Today, as I write this, it’s the 13th of December. The anniversary of the day a meteorite fell to Earth near the village of Wold Newton in Yorkshire, England, back in 1795.
I know this because, believe it or not, that event would eventually result in the greatest ongoing crossover story ever; and incidentally have a remarkable effect on my own life as well.
It started for me back in the summer of 1975, when thirteen-year-old me had made the intoxicating discovery that if I mowed lawns for people they’d give me money and since it was my money, I could blow as much of it on comics and books as I wanted. At the same time, the Sentry Market just up the road changed magazine distributors; and the new outfit supplied far more lurid fare than the previous one. Science fiction and fantasy paperbacks, pulp reprints, and comics.
I told the story of what an amazing discovery that was as far as the comics were concerned here a while ago… but those were not my first purchases from that market.
No, the first thing I bought there with my newfound riches– literally a day or two before the comics spinner rack went in– was this. The Marvel magazine Doc Savage #1.
I don’t know why it was there, because apart from that one issue they weren’t carrying any Marvel or Warren magazines. I never saw any others there. But this caught my eye. I’d read a Doc Savage paperback or two before and thought they were okay, but this was what made me a fan. Doug Moench, John Buscema, and Tony DeZuniga just killed it on the main feature, “The Doom on Thunder Isle.”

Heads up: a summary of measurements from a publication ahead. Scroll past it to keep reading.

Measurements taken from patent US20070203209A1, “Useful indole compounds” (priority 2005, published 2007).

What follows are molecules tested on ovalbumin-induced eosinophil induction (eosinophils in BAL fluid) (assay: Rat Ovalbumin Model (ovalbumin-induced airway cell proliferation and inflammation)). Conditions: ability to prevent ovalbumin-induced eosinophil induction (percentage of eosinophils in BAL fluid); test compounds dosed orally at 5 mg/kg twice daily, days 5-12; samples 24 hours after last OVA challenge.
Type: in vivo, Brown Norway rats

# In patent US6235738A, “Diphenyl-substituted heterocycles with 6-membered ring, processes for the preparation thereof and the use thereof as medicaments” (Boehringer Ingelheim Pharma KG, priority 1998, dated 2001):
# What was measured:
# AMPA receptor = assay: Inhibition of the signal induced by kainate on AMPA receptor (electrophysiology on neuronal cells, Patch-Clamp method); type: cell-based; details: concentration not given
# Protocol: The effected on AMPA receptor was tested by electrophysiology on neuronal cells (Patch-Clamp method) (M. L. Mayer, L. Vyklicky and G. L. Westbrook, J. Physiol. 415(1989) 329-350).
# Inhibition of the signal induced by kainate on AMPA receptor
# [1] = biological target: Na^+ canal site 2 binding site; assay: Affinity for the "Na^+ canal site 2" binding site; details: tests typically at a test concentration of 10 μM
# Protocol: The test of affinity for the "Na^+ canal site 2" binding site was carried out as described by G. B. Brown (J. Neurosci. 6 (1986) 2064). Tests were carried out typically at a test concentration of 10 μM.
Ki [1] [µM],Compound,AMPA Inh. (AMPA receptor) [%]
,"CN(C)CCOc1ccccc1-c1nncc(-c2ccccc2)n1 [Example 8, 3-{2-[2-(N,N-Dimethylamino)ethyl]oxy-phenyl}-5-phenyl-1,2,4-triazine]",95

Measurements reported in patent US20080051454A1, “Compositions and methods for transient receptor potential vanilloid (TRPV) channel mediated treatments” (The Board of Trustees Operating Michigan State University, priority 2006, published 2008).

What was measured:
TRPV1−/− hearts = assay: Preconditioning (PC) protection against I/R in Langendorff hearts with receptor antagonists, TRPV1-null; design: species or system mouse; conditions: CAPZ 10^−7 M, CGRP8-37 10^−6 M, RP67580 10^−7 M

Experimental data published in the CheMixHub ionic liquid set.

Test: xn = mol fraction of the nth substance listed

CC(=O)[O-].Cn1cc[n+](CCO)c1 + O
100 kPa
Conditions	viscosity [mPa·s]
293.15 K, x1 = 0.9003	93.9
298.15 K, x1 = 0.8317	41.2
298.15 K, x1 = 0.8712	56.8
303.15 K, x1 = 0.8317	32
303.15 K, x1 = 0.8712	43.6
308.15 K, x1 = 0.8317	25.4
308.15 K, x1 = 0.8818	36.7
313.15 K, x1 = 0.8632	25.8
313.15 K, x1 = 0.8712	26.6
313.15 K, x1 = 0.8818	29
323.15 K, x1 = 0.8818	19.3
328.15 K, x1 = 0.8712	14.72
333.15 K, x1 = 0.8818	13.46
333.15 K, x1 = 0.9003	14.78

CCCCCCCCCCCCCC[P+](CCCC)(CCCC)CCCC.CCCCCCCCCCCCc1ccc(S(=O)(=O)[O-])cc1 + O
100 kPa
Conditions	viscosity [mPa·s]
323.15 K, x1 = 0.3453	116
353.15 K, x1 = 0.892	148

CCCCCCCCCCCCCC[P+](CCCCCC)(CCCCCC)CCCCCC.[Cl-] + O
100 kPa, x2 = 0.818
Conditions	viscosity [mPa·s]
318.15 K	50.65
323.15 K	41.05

I read it as soon as I got home and loved it. Loved it so much, in fact, that I biked back up to the grocery store later that same afternoon and searched for Doc Savage paperbacks. I wanted more. And I got it.
I ended up with The Devil Genghis, featuring the return of John Sunlight– the only supervillain Doc faced more than once. But far more importantly, I also found Philip Jose Farmer’s biography of Doc. Doc Savage: His Apocalyptic Life.
It was the Farmer biography that introduced me to what would come to be called “the Wold Newton Universe.” Farmer claimed that when the meteorite hit, that fateful December 13th in 1795, a passing coach and its passengers were exposed to radiation that resulted in a beneficial genetic mutation. As a result, their descendants were tremendously gifted and a great many of them would become famous crime fighters and adventurers. (There were also a few bad apples that became equally famous supervillains.) Here’s the family tree that was printed in that paperback. Click on it to see it full-size.
I was thirteen years old, exactly the right age for Doc Savage as well as pulp and adventure fiction in general, and Farmer’s description of the Wold Newton family members was a gateway drug for me.
Some, I knew already. I’d read all of Ian Fleming’s James Bond novels– first in the library, and then when the lawn-mowing business made me a man of means, I’d started buying the books myself to keep. (The Bantam paperbacks had the cooler covers, but they were a staggering ninety-five cents each. I was thrifty and contented myself with purchasing the cheaper, sixty-cent paperbacks from Signet.)
Of course, I’d already seen the Shadow and the Avenger in comics, though I hadn’t read them.
But Farmer’s Wold Newton idea… I just loved it, and it made me instantly interested in all the heroes he talked about. That family tree, as far as I was concerned, was a shopping list. I got the last issue of Justice Inc. just as DC was canceling it, and made it a point to pick up Ron Goulart’s new Avenger books as well. Sadly, those were ending too– my first of those was actually the last in the series, Demon Island.